The End of Summer Celebration is the ceremonious farewell to our summer intern group. In Cambridge, MA the interns went to a 3-story Boston bowling alley. The Austin, TX interns enjoyed a day of golf at Top Golf. Our Palo Alto, CA interns went on a guided stroll through the botanical gardens in San Francisco followed by an afternoon of exploring the California Academy of Sciences. It’s always bittersweet to celebrate our interns’ accomplishments, and then have to say goodbye until next year.

VMware wishes our interns a productive school year ahead. We’ll see you all on campus this fall!

— Shawn Sigona

Search the latest job opportunities for New Grads at VMware

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Learn more about the workplace culture at VMware, see pictures of our offices, connect with our team, and get real time job openings by following us on our social pages:

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VMware’s Women Connecting Women Program Makes Networking Simple

Prachi3Prachi Goyal is in her second month of interning in Finance. She is currently making the most of her time at VMware’s Palo Alto headquarters, and also looks forward to continuing her MBA at University of Texas at Austin in the Fall.  

My first mentor was, unintentionally, my mother. She leads her own life with independence and empowerment. She’s inspired and motivated me through my childhood to present day — encouraging my big dreams and the persistence to achieve them. My belief in mentorship and female empowerment originates from her. Since then, I’ve been lucky enough to be mentor and mentee, following in the footsteps of the woman that inspired me.

Purdue University provided me with my first formal mentor. The Electrical Engineering department, as with most technical departments, has an incredibly skewed male-to-female ratio. As a freshman, I struggled to adjust to a new country and culture. The long journey to finding my voice became suddenly smoother with the help of my mentor in the Women in Engineering Program. As a junior, I returned the favor and guided incoming women engineers personally and professionally.

Joining VMware, my goal was to meet people across functions and better understand the company and its culture through those interactions. This goal was advanced by the Women Connecting Women program, which partners each female new hire with a successful female mentor. These mentors volunteer for the opportunity, so they are surely dedicated to inspire and develop the next generation of female professionals. My WCW mentor, Mimi Hills, identified my goal and was proactive in introducing me to the right people and helping grow my network. In addition, I always felt comfortable reaching out to her with both personal and professional issues. My VMware experience would not be the same without my WCW mentor, Mimi.

Prachi Goyal and her mentorThis blog post would be incomplete without mentioning my other VMware mentor – Behrooz Samin. He helped shape my project, and even invested as much time and effort into the project as me. He made sure he was there to help me whenever I hit a roadblock or needed to brainstorm over a challenge. Big thanks to him for dialing in from Hawaii for my final presentation!

I consider myself fortunate to have such supportive mentors at VMware. The mentors provide me with ability to network from day one, and set me up for success. I definitely learned a lot from their mentorship styles and will be able to support my mentees even better when I return to school. I’m sure my journey with Mimi and Behrooz will not end with this internship, but instead will be a guiding force in the next steps of my career!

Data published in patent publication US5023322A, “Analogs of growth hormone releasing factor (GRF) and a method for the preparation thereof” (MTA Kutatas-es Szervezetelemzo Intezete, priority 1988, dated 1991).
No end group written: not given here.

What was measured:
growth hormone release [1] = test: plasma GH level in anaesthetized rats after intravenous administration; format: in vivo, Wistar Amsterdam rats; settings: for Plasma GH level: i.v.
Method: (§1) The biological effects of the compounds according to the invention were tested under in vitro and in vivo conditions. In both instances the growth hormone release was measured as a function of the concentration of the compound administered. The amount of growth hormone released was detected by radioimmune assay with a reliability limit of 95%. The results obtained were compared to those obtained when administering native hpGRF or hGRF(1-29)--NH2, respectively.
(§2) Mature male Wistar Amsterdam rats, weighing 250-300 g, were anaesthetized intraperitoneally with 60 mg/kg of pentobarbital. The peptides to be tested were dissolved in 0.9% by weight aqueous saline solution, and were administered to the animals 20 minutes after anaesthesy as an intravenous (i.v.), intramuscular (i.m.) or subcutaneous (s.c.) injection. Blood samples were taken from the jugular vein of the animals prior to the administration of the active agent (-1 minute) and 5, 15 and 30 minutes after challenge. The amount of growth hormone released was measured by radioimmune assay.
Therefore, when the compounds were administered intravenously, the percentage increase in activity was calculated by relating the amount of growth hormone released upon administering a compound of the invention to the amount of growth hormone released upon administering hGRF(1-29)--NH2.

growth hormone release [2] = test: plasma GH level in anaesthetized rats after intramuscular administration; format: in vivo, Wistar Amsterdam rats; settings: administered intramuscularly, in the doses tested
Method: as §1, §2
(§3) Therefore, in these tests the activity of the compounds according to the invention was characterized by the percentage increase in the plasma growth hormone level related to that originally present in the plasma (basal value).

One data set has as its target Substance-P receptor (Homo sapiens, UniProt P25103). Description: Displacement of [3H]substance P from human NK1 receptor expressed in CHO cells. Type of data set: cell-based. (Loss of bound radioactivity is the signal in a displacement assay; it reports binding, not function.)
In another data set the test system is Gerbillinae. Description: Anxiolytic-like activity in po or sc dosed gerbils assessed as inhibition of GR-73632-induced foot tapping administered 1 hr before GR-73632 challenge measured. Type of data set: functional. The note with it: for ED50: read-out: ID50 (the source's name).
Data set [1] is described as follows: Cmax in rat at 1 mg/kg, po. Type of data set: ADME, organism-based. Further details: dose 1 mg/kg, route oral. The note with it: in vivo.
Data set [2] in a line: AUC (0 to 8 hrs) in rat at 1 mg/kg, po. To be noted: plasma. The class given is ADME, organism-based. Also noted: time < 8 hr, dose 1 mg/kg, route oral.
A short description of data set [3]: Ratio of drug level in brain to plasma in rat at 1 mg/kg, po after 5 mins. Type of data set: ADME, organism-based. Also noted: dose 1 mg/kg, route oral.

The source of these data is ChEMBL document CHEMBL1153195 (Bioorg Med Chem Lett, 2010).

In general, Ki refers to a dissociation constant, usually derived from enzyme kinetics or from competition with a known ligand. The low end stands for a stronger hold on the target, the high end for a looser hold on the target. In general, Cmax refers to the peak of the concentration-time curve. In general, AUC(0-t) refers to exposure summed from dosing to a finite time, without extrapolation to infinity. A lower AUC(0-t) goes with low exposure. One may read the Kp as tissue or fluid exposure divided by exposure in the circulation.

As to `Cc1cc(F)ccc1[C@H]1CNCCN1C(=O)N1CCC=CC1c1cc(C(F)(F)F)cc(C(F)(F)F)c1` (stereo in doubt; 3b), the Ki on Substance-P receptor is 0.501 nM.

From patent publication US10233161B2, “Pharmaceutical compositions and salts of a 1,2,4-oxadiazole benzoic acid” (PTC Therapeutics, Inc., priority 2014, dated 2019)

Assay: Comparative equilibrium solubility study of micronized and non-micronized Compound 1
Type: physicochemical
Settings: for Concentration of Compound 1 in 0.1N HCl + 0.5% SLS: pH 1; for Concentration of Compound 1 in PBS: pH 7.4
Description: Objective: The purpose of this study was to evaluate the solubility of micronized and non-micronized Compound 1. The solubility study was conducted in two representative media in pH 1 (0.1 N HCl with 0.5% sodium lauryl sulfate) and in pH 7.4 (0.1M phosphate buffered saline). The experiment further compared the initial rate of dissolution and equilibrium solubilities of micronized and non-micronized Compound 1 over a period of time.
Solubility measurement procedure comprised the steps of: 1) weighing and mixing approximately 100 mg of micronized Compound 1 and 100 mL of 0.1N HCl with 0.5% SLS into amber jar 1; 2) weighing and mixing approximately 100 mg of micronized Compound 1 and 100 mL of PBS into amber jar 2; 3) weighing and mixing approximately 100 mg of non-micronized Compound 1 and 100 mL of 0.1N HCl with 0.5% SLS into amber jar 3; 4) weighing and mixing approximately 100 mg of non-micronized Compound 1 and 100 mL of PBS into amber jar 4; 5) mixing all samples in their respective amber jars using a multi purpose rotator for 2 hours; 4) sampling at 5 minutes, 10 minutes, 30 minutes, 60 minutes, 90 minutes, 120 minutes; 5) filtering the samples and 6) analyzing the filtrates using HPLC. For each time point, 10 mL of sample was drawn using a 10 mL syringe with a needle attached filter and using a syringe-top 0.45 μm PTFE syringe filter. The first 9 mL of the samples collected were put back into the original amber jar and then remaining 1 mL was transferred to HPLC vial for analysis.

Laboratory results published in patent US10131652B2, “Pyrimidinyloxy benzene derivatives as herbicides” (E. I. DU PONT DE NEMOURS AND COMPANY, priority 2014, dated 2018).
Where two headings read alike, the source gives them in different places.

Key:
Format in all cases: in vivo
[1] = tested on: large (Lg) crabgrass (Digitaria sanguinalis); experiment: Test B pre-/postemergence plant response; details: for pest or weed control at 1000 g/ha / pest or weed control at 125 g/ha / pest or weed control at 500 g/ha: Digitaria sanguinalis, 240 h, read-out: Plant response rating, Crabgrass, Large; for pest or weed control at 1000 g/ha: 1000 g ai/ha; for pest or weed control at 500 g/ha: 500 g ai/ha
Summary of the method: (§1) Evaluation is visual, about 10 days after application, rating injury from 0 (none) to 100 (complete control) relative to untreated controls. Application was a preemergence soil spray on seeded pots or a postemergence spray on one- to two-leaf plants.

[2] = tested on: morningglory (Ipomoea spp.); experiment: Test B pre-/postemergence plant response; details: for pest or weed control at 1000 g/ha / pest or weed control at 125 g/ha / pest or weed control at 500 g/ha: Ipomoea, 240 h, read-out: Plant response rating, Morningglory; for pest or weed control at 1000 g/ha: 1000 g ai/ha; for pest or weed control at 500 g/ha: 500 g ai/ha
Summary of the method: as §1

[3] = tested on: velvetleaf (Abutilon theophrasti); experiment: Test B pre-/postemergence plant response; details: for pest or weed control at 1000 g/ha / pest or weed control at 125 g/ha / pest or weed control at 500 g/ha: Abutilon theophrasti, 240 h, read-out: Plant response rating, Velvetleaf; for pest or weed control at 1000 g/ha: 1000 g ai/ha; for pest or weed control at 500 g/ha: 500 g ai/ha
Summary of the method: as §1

–Prachi Goyal

Search the latest job opportunities for New Grads at VMware

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Visit the VMware Careers Site to learn more about the VMware University Relations Program

Learn more about the workplace culture at VMware, see pictures of our offices, connect with our team, and get real time job openings by following us on our social pages:

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Growth is a Given: Ways the VMware Internship Program Inspires Professional Development

Xiyuan3Xiyuan Liu is in her fourth month of interning on the Network QE Team at VMware’s Beijing office. She is studying Telecommunications at Beijing University of Posts and Telecommunications, with a special interest in the Internet of Things.   

I started as a VMware intern four months ago full of expectation. As those months passed, my internship at VMware has brought reflection on my future career and professional development. I’ve learned many lessons and have grown in many aspects, including professional skills, communication abilities, and attitude towards work and life.

My manager once gave our team members a lesson about “being brave to ask questions after presentations”. This topic is not that common since it seemingly has nothing to do with our daily work. However, its meaning is quite important to me. I have experienced many times, as a speaker and as an audience member, when there are no questions asked during the Q&A portion of a presentation. My manager shared advice on how to ask questions, even when we are afraid our question may be too simple. He encouraged us to be the first to ask. I have to admit this is a shortcoming in Chinese culture, where people are generally conservative and shy. But the lesson made me think a lot, and I have gradually overcome my fear and made my voice heard after presentations.

Daily interactions and bi-weekly one-on-one meetings with my mentor help me improve my professional skills and take advantage of my short internship. She taught me to have a peaceful attitude towards problems encountered at work, reminding me that every problem has its own solution. This new belief makes me more confident and calm when I am puzzled by a problem.

She always tells me that “better” is what we should aspire to. She impresses me with the way she upholds this view and encourages me. This attitude has led me to develop my communication skills. For example, recently I wrote a report about the new features I developed, and she asked me to revise it several times. This editing included improving the format of the email, the pictures inserted, and the titles listed. She notices and cares about every detail. When I compared the final version to the original version of my report, I felt respect and gratitude to my mentor.Xiyuan2